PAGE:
What are employers required to do to prevent workplace accidents?

The Occupational Safety and Health Administration was designed to uphold various laws and regulations for the workplace. These regulations help keep workplaces safer, so you have a lower risk of being hurt on the job. Employers in particular have a responsibility to uphold the regulations and laws given to them by OSHA.

Employers have a responsibility to provide you with a workplace that is safe. That means that the workplace needs to either be free from hazards or that hazards that are necessary are properly marked, monitored and educated on. Employees must be made to use safety equipment, safe tools and know how to maintain the equipment; if the employees aren't going to maintain the equipment, then it's the employer's responsibility to do so.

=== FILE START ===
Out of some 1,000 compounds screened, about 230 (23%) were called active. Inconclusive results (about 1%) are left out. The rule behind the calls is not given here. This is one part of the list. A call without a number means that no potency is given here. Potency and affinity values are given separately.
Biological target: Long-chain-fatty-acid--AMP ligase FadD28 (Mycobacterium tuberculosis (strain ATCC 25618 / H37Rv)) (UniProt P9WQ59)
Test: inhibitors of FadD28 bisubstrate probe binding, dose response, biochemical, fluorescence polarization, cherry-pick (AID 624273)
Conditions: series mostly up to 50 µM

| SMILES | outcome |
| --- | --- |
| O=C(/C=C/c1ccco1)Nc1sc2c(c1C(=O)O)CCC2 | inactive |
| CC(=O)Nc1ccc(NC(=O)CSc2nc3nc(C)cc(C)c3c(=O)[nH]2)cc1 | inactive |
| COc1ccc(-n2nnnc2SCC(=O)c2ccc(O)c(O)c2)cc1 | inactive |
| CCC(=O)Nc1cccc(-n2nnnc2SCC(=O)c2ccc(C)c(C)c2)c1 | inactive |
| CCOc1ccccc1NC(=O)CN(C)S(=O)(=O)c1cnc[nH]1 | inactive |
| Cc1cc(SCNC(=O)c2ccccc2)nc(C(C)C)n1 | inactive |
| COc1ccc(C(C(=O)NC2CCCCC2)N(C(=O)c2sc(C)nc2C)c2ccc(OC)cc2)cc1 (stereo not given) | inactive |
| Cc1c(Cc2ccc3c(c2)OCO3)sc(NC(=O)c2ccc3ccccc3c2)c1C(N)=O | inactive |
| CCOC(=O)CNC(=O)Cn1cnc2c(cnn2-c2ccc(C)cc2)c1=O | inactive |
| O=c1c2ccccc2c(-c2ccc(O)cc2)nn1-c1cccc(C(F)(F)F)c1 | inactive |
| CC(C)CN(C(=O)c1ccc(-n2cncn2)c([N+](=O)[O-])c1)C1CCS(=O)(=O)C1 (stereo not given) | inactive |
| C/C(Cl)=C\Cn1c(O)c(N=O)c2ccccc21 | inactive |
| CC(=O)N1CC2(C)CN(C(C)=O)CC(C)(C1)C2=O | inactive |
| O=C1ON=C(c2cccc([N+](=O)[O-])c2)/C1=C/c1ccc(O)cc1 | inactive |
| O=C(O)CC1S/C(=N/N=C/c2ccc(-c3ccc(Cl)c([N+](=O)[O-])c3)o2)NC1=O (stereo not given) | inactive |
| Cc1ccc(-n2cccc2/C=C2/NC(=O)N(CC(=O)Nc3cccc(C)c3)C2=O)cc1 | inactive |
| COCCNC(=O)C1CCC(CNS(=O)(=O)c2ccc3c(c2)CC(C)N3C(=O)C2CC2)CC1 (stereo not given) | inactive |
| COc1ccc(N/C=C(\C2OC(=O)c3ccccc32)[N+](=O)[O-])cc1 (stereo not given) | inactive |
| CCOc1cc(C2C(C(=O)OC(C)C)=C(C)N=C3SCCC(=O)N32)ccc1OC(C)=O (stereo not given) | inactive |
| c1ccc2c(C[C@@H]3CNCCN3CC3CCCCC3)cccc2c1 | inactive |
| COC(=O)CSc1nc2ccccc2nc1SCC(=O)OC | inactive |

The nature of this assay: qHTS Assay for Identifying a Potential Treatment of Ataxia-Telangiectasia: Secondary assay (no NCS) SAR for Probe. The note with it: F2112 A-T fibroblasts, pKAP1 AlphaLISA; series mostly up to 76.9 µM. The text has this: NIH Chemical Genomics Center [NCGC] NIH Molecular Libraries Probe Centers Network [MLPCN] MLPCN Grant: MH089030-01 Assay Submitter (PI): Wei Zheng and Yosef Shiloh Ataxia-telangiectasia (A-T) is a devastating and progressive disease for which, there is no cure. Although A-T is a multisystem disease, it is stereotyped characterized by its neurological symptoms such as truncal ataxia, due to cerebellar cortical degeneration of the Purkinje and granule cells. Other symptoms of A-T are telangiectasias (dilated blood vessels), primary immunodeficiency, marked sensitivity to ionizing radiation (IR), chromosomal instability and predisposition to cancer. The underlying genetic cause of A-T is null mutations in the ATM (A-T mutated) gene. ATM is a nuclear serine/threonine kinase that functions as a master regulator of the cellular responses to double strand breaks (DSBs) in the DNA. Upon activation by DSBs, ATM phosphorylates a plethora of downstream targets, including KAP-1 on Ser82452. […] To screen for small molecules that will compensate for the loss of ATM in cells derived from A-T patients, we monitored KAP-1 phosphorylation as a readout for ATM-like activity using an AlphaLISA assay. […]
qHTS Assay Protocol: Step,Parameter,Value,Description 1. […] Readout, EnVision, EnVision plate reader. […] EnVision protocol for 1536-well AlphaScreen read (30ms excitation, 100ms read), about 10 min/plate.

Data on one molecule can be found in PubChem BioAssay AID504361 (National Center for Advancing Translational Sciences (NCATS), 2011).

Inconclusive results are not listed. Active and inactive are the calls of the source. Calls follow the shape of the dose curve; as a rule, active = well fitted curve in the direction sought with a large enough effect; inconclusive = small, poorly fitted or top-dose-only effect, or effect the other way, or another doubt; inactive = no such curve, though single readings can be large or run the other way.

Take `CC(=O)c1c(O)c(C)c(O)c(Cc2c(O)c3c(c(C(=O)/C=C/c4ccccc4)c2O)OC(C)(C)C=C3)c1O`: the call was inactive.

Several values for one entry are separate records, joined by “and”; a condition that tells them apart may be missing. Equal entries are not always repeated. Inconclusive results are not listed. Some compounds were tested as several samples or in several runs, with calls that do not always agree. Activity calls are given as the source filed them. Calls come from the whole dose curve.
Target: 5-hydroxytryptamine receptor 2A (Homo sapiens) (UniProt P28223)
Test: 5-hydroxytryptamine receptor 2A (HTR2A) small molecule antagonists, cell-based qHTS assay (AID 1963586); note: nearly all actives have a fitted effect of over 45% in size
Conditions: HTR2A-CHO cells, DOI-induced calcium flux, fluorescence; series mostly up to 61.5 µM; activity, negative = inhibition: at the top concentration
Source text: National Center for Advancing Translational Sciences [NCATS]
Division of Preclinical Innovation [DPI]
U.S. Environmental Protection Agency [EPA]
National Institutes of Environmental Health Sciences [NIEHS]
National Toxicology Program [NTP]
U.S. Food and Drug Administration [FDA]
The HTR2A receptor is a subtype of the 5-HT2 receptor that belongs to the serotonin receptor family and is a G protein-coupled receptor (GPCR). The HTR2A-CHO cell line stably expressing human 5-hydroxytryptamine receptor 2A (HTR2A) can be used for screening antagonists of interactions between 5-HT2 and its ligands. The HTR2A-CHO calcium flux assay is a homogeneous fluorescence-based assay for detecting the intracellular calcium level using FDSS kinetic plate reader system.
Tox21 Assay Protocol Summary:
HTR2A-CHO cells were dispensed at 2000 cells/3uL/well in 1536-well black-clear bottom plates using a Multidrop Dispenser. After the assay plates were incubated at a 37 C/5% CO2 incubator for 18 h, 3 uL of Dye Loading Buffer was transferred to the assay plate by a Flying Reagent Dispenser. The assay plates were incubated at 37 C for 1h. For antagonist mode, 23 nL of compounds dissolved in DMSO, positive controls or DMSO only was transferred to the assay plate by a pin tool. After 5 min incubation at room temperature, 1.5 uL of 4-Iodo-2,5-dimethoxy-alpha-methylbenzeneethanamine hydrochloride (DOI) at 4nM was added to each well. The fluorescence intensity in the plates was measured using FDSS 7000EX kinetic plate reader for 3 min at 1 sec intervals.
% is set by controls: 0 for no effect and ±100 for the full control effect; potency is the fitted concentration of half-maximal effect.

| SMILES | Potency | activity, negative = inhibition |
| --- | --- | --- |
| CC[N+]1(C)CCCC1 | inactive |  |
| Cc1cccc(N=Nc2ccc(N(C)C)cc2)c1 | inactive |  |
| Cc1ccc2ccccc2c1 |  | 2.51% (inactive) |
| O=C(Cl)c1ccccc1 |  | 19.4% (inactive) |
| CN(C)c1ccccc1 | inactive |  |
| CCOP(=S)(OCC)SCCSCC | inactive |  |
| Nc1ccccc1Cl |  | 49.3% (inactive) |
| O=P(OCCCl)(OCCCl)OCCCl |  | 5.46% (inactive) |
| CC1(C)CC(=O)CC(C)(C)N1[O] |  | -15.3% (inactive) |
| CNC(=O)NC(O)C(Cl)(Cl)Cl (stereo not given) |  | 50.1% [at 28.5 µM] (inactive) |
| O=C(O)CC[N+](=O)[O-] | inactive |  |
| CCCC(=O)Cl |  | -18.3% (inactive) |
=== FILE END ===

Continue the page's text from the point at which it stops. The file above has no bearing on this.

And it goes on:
When required by OSHA, employers have to provide employees with proper medical exams and training to meet with OSHA standards. Safety training must also be in the language of the workers on site, which may mean having them in several languages in bi- or tri-lingual workplaces. These training notes and safety requirements must also be posted in the workplace, so all workers know where to look if there's a problem or question about regulations.

When an accident does take place, it's important that the person who was injured gets medical attention quickly. The event needs to be reported quickly to the nearest OSHA office, so the incident can be investigated. For workplace deaths, the report needs to be filed within eight hours. For all other injuries, the report needs to be made within 24 hours, so the situation can be investigated by a team from OSHA.

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